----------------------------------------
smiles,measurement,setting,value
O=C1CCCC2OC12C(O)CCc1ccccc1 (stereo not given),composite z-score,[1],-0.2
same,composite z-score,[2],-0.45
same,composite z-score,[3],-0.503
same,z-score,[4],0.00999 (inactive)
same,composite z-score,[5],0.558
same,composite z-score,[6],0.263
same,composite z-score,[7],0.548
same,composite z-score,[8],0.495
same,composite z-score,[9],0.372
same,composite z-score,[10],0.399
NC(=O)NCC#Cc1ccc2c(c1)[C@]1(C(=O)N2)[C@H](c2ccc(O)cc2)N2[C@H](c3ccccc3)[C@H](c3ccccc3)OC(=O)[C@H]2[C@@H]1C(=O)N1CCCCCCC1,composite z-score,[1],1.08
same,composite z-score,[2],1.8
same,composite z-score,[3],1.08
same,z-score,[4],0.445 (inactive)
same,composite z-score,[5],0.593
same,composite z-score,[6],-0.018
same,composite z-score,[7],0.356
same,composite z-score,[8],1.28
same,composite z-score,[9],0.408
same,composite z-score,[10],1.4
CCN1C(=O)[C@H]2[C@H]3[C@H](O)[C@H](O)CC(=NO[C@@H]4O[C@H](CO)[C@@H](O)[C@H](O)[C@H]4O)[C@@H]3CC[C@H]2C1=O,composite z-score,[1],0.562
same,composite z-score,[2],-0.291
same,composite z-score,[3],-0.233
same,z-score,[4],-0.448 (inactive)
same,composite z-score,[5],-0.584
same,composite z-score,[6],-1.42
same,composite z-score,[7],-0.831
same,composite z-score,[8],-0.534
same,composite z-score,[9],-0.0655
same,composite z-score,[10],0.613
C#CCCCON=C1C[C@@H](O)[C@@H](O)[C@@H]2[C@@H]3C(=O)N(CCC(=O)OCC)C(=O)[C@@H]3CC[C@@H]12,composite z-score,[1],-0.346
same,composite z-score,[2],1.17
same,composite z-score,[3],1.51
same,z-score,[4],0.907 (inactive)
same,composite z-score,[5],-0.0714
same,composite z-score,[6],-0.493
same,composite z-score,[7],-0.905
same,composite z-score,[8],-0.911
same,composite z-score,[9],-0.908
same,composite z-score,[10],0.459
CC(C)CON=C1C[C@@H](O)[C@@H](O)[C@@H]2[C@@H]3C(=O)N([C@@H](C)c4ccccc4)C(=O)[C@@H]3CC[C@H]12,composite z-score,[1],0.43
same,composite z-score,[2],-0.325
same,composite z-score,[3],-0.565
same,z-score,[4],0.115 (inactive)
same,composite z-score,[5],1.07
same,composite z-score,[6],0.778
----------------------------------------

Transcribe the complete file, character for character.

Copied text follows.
smiles,measurement,setting,value
O=C1CCCC2OC12C(O)CCc1ccccc1 (stereo not given),composite z-score,[1],-0.2
same,composite z-score,[2],-0.45
same,composite z-score,[3],-0.503
same,z-score,[4],0.00999 (inactive)
same,composite z-score,[5],0.558
same,composite z-score,[6],0.263
same,composite z-score,[7],0.548
same,composite z-score,[8],0.495
same,composite z-score,[9],0.372
same,composite z-score,[10],0.399
NC(=O)NCC#Cc1ccc2c(c1)[C@]1(C(=O)N2)[C@H](c2ccc(O)cc2)N2[C@H](c3ccccc3)[C@H](c3ccccc3)OC(=O)[C@H]2[C@@H]1C(=O)N1CCCCCCC1,composite z-score,[1],1.08
same,composite z-score,[2],1.8
same,composite z-score,[3],1.08
same,z-score,[4],0.445 (inactive)
same,composite z-score,[5],0.593
same,composite z-score,[6],-0.018
same,composite z-score,[7],0.356
same,composite z-score,[8],1.28
same,composite z-score,[9],0.408
same,composite z-score,[10],1.4
CCN1C(=O)[C@H]2[C@H]3[C@H](O)[C@H](O)CC(=NO[C@@H]4O[C@H](CO)[C@@H](O)[C@H](O)[C@H]4O)[C@@H]3CC[C@H]2C1=O,composite z-score,[1],0.562
same,composite z-score,[2],-0.291
same,composite z-score,[3],-0.233
same,z-score,[4],-0.448 (inactive)
same,composite z-score,[5],-0.584
same,composite z-score,[6],-1.42
same,composite z-score,[7],-0.831
same,composite z-score,[8],-0.534
same,composite z-score,[9],-0.0655
same,composite z-score,[10],0.613
C#CCCCON=C1C[C@@H](O)[C@@H](O)[C@@H]2[C@@H]3C(=O)N(CCC(=O)OCC)C(=O)[C@@H]3CC[C@@H]12,composite z-score,[1],-0.346
same,composite z-score,[2],1.17
same,composite z-score,[3],1.51
same,z-score,[4],0.907 (inactive)
same,composite z-score,[5],-0.0714
same,composite z-score,[6],-0.493
same,composite z-score,[7],-0.905
same,composite z-score,[8],-0.911
same,composite z-score,[9],-0.908
same,composite z-score,[10],0.459
CC(C)CON=C1C[C@@H](O)[C@@H](O)[C@@H]2[C@@H]3C(=O)N([C@@H](C)c4ccccc4)C(=O)[C@@H]3CC[C@H]12,composite z-score,[1],0.43
same,composite z-score,[2],-0.325
same,composite z-score,[3],-0.565
same,z-score,[4],0.115 (inactive)
same,composite z-score,[5],1.07
same,composite z-score,[6],0.778